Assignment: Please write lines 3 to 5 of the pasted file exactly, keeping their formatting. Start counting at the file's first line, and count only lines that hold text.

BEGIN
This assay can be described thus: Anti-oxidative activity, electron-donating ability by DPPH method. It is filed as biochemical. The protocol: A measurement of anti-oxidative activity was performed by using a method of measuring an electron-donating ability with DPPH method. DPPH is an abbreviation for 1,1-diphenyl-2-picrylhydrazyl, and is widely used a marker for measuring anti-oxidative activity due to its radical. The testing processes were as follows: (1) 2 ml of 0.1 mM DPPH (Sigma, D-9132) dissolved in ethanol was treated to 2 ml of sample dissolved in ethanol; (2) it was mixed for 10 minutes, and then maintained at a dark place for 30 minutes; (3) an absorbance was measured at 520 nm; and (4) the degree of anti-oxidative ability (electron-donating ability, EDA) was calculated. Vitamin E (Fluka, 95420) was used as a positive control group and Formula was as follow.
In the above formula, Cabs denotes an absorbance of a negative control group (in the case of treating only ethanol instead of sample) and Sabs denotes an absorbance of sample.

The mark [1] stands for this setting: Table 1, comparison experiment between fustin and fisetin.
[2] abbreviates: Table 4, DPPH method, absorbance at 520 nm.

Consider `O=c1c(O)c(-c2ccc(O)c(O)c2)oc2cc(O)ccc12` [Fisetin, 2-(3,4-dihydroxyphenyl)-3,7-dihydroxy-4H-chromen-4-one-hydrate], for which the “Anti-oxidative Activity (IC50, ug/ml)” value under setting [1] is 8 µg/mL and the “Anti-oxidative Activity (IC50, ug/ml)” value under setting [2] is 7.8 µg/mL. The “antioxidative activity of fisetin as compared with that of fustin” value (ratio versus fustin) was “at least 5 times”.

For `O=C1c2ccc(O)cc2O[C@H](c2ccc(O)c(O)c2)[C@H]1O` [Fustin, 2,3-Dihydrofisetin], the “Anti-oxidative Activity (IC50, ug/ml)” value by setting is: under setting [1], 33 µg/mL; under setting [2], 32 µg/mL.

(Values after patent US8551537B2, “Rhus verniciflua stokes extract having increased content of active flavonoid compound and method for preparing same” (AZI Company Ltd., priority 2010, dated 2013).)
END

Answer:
The mark [1] stands for this setting: Table 1, comparison experiment between fustin and fisetin.
[2] abbreviates: Table 4, DPPH method, absorbance at 520 nm.

Consider `O=c1c(O)c(-c2ccc(O)c(O)c2)oc2cc(O)ccc12` [Fisetin, 2-(3,4-dihydroxyphenyl)-3,7-dihydroxy-4H-chromen-4-one-hydrate], for which the “Anti-oxidative Activity (IC50, ug/ml)” value under setting [1] is 8 µg/mL and the “Anti-oxidative Activity (IC50, ug/ml)” value under setting [2] is 7.8 µg/mL. The “antioxidative activity of fisetin as compared with that of fustin” value (ratio versus fustin) was “at least 5 times”.